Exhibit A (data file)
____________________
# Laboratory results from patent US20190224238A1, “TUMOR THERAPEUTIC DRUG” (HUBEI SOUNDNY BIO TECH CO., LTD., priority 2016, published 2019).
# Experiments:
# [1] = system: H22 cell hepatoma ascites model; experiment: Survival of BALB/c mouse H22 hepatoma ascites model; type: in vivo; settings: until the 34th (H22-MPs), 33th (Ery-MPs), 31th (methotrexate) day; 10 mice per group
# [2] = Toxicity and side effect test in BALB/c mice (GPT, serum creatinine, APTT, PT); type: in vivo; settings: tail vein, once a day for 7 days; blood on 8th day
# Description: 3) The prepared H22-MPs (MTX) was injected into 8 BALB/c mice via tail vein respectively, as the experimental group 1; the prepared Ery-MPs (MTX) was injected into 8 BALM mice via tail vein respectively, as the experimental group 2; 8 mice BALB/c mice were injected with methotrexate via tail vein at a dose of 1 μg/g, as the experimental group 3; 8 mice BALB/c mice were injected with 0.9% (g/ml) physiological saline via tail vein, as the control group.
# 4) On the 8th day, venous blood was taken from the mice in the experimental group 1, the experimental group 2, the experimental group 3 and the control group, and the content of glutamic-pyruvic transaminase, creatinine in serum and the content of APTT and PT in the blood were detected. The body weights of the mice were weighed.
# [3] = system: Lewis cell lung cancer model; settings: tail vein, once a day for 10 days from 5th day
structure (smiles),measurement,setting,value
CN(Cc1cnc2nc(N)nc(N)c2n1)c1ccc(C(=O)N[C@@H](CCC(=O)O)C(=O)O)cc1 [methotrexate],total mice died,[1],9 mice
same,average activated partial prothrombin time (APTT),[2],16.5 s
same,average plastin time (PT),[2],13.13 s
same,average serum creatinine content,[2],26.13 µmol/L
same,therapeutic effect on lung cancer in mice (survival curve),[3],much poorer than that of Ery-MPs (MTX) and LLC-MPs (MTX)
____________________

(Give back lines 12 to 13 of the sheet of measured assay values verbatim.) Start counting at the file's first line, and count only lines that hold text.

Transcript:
same,average serum creatinine content,[2],26.13 µmol/L
same,therapeutic effect on lung cancer in mice (survival curve),[3],much poorer than that of Ery-MPs (MTX) and LLC-MPs (MTX)